A growing body of research indicates that music can be a form of therapy — especially singing with others — to improve your mental health.
But it’s OK if you are not the next “American Idol.”
Music therapy addresses symptoms across a wide range of illnesses, including chronic pain, anxiety disorders, cancer and lung diseases like asthma, COPD and COVID-19, said Joanne V. Loewy, director of The Louis Armstrong Center for Music and Medicine at Mount Sinai in New York City.
The idea sprouted from a resoundingly positive response from a team-building exercise that organized a staff choir.
The group decided to set up a singing choir for those fighting cancer; it would be a research study to evaluate the benefits of singing. After receiving positive results in the study, they applied for funding to create more choirs in 2011.
Research explored how singing in a choir can improve well-being over time.
They sing a wide range of contemporary music, including hit songs from iconic musicians like Queen, Elvis, Rihanna, The Beach Boys and Adele, the website added.
Singing improves quality of life
Early research discovered that singing in choirs increased quality of life and reduced depression and anxiety.
They also found that singing really aided those who had low levels of well-being at the start of the study — a group the researchers thought needed the most help.
“I’ve headed home feeling rejuvenated, strengthened and empowered to face life.”
Singing is empowering
“Many times, I’ve shown up for a rehearsal, physically and emotionally drained, stressed and overwhelmed,” a member of The Tabernacle Choir at Temple Square in Salt Lake City, Utah, told Fox News Digital.
“Then, 2½ hours later I’ve headed home feeling rejuvenated, strengthened and empowered to face life.”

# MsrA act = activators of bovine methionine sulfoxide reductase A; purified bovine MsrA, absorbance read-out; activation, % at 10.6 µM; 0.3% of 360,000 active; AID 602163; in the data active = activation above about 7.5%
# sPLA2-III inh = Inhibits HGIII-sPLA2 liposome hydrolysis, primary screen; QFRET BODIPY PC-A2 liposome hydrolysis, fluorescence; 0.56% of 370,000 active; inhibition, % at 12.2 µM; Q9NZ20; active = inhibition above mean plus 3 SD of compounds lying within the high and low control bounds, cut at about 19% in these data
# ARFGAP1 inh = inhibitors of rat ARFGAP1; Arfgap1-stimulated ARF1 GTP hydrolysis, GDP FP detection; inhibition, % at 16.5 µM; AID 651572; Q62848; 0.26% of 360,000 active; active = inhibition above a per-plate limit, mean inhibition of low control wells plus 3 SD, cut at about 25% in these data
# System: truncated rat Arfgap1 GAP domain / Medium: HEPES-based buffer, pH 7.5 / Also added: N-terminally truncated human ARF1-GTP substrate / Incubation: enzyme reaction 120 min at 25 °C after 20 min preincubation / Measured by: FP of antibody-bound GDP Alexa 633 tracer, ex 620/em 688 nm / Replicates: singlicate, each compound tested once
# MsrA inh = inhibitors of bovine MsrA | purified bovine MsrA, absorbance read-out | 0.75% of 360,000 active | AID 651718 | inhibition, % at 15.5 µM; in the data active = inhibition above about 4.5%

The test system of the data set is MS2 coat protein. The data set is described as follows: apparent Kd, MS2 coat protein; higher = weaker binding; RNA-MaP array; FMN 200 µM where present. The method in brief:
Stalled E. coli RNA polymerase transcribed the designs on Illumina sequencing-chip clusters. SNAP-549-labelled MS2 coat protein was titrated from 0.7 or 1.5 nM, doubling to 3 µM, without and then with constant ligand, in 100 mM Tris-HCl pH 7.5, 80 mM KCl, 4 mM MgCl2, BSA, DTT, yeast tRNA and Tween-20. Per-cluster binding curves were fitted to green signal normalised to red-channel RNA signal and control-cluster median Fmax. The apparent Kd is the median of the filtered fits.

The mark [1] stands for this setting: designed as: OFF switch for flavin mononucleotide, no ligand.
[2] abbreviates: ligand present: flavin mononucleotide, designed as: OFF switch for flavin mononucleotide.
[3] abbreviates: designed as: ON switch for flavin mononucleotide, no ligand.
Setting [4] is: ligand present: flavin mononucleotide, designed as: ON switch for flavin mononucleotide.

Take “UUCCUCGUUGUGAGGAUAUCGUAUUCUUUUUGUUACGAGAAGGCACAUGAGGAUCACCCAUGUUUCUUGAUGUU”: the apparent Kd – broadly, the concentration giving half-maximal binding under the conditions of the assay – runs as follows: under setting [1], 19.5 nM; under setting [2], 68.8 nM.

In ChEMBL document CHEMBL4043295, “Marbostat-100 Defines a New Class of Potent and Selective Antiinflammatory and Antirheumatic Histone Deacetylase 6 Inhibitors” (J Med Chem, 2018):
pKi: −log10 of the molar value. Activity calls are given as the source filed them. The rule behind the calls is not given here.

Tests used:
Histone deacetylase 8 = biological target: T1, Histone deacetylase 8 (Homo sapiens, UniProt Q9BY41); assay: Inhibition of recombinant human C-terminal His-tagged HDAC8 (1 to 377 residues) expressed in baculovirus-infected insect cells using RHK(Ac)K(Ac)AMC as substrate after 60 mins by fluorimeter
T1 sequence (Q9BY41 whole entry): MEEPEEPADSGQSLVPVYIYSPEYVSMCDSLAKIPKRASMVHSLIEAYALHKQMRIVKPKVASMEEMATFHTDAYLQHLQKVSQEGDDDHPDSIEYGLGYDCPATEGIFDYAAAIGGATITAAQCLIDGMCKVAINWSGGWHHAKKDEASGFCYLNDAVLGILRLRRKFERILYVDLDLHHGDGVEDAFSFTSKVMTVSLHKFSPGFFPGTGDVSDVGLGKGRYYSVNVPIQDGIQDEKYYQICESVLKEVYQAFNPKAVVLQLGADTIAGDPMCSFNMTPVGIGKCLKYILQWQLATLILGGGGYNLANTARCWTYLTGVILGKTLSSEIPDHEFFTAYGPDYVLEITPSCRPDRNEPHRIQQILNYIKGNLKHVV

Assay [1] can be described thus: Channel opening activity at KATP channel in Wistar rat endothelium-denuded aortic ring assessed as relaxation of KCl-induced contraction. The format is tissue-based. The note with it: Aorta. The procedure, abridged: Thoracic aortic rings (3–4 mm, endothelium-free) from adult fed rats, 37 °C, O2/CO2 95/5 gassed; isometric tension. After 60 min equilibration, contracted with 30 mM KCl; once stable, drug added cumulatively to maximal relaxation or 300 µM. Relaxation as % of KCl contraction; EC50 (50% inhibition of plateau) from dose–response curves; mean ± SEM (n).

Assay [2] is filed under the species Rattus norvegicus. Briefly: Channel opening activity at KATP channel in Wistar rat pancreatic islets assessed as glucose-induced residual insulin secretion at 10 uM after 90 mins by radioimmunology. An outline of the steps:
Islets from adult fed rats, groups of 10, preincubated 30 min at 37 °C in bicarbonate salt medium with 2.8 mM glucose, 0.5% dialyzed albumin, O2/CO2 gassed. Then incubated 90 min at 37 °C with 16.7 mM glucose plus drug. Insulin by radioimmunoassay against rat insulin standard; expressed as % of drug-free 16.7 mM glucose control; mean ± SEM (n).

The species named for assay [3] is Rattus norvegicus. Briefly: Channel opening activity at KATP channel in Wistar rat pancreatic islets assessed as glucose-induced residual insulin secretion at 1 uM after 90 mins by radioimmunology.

While music brings people together, it is also a form of therapy, according to health professionals. (iStock)
The Grammy Award-winning and Emmy-winning Tabernacle Choir is known around the world for its unique sound, including its many memorable performances such as the opening ceremony of the 2002 Olympic Winter Games that billions watched globally.
While music brings people together, it is also a form of therapy.
“Music is a largely untapped resource, which can have powerful, positive effects on struggling patients,” Dr. Martin Rubin told Fox News Digital.
He’s the course director of a popular wellness elective for medical students in Elk Grove, California, which includes the appearance of special guest lecturers who share their unique perspective on what they do outside of medicine to stay healthy.
It was previously thought that music was processed only in the “right” part of our brain along with other creative processes such as art — but recent research has shown that music can be distributed throughout the brain.
Mitchell inspires students to appreciate the power of music with a famous quote from Plato.